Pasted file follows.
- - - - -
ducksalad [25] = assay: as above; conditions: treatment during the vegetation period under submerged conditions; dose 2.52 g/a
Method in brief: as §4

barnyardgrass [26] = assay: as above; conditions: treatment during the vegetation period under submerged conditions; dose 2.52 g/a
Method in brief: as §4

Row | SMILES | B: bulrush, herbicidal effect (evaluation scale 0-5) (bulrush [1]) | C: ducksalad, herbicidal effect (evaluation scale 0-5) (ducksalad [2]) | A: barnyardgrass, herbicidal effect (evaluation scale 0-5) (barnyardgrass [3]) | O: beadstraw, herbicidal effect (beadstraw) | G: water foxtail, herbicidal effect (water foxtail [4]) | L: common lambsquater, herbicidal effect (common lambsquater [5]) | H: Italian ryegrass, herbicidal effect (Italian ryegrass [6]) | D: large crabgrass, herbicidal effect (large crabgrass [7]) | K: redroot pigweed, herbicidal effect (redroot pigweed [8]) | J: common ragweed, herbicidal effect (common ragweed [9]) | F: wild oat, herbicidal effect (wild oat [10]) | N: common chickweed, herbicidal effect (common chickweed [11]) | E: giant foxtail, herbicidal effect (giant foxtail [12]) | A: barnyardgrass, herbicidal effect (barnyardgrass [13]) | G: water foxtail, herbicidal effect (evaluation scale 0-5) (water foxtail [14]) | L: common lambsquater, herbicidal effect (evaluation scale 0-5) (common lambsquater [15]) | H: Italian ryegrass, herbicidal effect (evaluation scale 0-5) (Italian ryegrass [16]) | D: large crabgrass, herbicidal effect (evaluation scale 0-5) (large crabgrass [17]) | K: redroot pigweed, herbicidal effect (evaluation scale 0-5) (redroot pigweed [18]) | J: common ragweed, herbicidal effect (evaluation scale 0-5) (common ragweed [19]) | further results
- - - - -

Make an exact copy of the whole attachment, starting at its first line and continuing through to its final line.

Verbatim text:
ducksalad [25] = assay: as above; conditions: treatment during the vegetation period under submerged conditions; dose 2.52 g/a
Method in brief: as §4

barnyardgrass [26] = assay: as above; conditions: treatment during the vegetation period under submerged conditions; dose 2.52 g/a
Method in brief: as §4

Row | SMILES | B: bulrush, herbicidal effect (evaluation scale 0-5) (bulrush [1]) | C: ducksalad, herbicidal effect (evaluation scale 0-5) (ducksalad [2]) | A: barnyardgrass, herbicidal effect (evaluation scale 0-5) (barnyardgrass [3]) | O: beadstraw, herbicidal effect (beadstraw) | G: water foxtail, herbicidal effect (water foxtail [4]) | L: common lambsquater, herbicidal effect (common lambsquater [5]) | H: Italian ryegrass, herbicidal effect (Italian ryegrass [6]) | D: large crabgrass, herbicidal effect (large crabgrass [7]) | K: redroot pigweed, herbicidal effect (redroot pigweed [8]) | J: common ragweed, herbicidal effect (common ragweed [9]) | F: wild oat, herbicidal effect (wild oat [10]) | N: common chickweed, herbicidal effect (common chickweed [11]) | E: giant foxtail, herbicidal effect (giant foxtail [12]) | A: barnyardgrass, herbicidal effect (barnyardgrass [13]) | G: water foxtail, herbicidal effect (evaluation scale 0-5) (water foxtail [14]) | L: common lambsquater, herbicidal effect (evaluation scale 0-5) (common lambsquater [15]) | H: Italian ryegrass, herbicidal effect (evaluation scale 0-5) (Italian ryegrass [16]) | D: large crabgrass, herbicidal effect (evaluation scale 0-5) (large crabgrass [17]) | K: redroot pigweed, herbicidal effect (evaluation scale 0-5) (redroot pigweed [18]) | J: common ragweed, herbicidal effect (evaluation scale 0-5) (common ragweed [19]) | further results